Blog Post: Ayo Akingbade
26 June 2018
I first stumbled across a black and white thumbnail picture of the late Ms. Theodora Boatemah MBE (also known as Dora) in an article about the estate in the Evening Standard newspaper whilst I was returning home from a shoot in Brockwell Park. I proclaimed: “In the future I will make a film about this woman” fast forward two years and I did just that! The idea to make Street 66 at first was a tad bit ambitious, I knew nothing about Dora nor Angell Town. I would say that before this I had been to Brixton only a few times, not enough to know the names of shops and streets other than Coldharbour Lane.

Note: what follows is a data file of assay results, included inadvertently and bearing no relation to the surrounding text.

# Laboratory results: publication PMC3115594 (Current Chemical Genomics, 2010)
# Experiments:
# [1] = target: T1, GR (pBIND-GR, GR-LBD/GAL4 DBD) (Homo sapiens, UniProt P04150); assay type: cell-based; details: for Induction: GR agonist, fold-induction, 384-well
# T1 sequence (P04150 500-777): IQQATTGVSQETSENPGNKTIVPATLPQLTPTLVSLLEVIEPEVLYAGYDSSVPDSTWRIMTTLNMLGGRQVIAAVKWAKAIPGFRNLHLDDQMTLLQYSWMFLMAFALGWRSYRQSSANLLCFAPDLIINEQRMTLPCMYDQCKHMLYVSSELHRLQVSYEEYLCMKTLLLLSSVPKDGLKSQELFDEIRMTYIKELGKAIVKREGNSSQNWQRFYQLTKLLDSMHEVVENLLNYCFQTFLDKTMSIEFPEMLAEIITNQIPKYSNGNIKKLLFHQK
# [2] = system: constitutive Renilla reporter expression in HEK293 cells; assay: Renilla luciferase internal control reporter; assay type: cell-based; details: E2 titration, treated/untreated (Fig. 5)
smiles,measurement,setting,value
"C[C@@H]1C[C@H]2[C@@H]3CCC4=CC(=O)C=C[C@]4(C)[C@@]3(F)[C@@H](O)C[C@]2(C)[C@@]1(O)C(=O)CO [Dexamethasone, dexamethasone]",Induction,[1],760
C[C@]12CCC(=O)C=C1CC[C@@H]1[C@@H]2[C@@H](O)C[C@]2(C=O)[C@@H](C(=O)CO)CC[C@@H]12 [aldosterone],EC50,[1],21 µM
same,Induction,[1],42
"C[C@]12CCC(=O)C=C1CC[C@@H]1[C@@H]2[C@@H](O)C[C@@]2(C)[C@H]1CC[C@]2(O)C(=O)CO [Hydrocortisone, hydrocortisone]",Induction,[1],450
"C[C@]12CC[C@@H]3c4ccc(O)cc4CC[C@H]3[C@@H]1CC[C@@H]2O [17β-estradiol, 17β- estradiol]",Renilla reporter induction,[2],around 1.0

Ultimately, I knew it would be a great story that would intrigue people. I would say my art practice deals greatly with the everyday experience of people and their relationships with their environment. I am a big admirer of unspoken gems, those people who are able to rise against adversity and strife. I think as a young black woman, so many of the themes in the film such as displacement, gentrification, community action are issues that are universal. Who will tell our stories?
I feel pretty proud that I was able to shine a light on a courageous, clean-hearted woman like Dora. I am immensely grateful for the support from her family whom gave me the initial funds to get this project off the ground. I do hope in years to come she continues to be celebrated and people are empowered to make changes to their living conditions.